Asakusa Kannon Sensoji Temple
2-3-1 Asakusa, Taito, Tokyo 111-0032
Main hall 0600 – 1700 (Opens 0630 from October to March)
Temple grounds Always open
3. Shop and eat your fill at Nakamise Dori
This iconic 800-foot shopping street that leads to Sensoji Temple features at least 90 shops that sells a wide variety of souvenirs, snacks and of course, Japanese street food.
Comb up some unique souvenirs for your colleagues – think Japanese snow sandals (Yukata) , wrapping cloth (Furoshiki) , swords (Katana) and a carefully-crafted wind chime or treat yourself to an Age-Manju in seasonal flavours like the sakura and pumpkin – how apt?
Further eat your way among the plentiful street food options with sticks of pastel Dango and the popular Japanese snack, Senbei (rice crackers) which might even be roasted on the spot, before washing them all down with what the Japanese makes best – a sweet, cool cup of green tea.
In periods of November, watch out for the Tori No Ichi Fair, where you can witness the Japanese custom of small business owners buying a bamboo rake decorated with lucky symbols to rake in good fortune, followed by the New Years Market happening near end December where the market will be selling traditional festive items.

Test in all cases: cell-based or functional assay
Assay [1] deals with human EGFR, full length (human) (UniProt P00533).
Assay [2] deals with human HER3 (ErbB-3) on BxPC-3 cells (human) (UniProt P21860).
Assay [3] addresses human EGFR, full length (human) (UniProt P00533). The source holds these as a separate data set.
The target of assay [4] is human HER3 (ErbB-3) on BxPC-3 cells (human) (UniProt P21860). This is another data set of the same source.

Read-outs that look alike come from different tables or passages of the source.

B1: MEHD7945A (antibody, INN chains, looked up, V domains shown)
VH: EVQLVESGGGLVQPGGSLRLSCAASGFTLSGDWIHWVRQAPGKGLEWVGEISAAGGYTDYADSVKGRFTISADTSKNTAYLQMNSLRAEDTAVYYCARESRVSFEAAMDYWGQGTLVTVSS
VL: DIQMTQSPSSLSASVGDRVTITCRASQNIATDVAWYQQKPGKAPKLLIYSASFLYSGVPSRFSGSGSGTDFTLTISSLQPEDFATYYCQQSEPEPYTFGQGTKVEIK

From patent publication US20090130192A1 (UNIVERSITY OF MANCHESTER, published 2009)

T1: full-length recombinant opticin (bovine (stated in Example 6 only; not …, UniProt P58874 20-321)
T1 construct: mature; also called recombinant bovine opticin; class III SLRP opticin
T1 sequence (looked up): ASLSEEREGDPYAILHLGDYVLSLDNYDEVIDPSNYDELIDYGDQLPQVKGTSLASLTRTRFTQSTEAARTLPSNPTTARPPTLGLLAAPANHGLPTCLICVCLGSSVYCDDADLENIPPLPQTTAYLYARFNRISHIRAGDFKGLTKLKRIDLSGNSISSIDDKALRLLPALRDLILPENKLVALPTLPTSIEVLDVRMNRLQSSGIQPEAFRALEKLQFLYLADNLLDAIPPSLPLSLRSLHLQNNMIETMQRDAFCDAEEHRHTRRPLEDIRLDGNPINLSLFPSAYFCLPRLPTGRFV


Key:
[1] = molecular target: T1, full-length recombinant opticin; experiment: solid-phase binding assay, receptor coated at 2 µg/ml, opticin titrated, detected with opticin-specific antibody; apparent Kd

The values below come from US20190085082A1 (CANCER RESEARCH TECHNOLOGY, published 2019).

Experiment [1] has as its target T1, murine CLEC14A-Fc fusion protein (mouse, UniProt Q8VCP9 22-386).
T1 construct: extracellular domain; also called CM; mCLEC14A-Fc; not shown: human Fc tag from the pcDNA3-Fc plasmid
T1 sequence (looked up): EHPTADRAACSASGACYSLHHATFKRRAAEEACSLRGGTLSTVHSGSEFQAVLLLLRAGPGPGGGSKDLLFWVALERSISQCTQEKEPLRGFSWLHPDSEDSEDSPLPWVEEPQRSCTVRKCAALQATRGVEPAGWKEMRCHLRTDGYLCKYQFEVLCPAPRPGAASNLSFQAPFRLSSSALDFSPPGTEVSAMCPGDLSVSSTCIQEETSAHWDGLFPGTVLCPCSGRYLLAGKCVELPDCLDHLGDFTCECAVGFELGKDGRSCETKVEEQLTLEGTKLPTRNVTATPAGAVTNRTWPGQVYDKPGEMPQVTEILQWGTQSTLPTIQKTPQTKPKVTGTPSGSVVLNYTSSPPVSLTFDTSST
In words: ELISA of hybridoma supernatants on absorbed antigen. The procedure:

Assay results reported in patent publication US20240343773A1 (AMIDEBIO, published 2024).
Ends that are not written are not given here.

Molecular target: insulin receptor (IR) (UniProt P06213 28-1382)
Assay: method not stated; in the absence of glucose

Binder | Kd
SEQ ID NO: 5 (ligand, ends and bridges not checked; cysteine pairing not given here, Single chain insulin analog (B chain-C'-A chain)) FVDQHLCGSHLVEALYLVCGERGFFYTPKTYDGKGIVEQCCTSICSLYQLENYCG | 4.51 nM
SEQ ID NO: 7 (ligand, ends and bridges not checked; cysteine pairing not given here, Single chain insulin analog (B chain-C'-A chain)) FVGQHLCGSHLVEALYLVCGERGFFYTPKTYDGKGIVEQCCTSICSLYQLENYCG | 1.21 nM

2-2-7 Asakusa, Taito, Tokyo 111-0032
Daily 0900 – 1800 (Specific operating hours vary according to individual shops)
4. Explore the bustling Asakusa streets in a Kimono
The perfect picture one can take in Asakusa is inevitably a well-angled shot of you and your loved ones happily drowned in a shower of cherry blossom petals under the gentle rays of late-afternoon sun and most importantly, all dressed in an intricate Kimono.
While the ladies will be ecstatic to know that tabi, zori, bags and hair accessories are usually included in the Kimono rental, their partners are not deprived of experiencing Asakusa the authentic way. Most of the Kimono rental stores also offer the male-equivalent costumes, so guys out there – you need not stay behind the camera anymore.
To top it off, some of the rental studios do offer complementary luggage storage and optional professional hairstyling and photoshoot packages, making your virgin Kimino experience an enjoyable and fuss-free one. Rental of Kimono typically costs ¥3,500 for a 2 hour rental, or take your time to strut around in your new favourite ensemble at ¥5,000 for a half-day rental.
Kimino rental shops are aplenty in Asakusa – but if you prefer to secure your hands on a set of this Japanese traditional costume prior to your trip, feel free to reserve them from VASARA, IZA Asakusa Kimono Rental, BIREI Kimono & Culture and Asakusa Rental Kimono Koto.
5. Visit the Asahi Beer Super Dry Hall
Home to the Japanese beer brand, Asakusa is picked as the prime location for the Asahi Beer Headquarters, and rightfully so – a place where the company has been making beer for over a 100 years.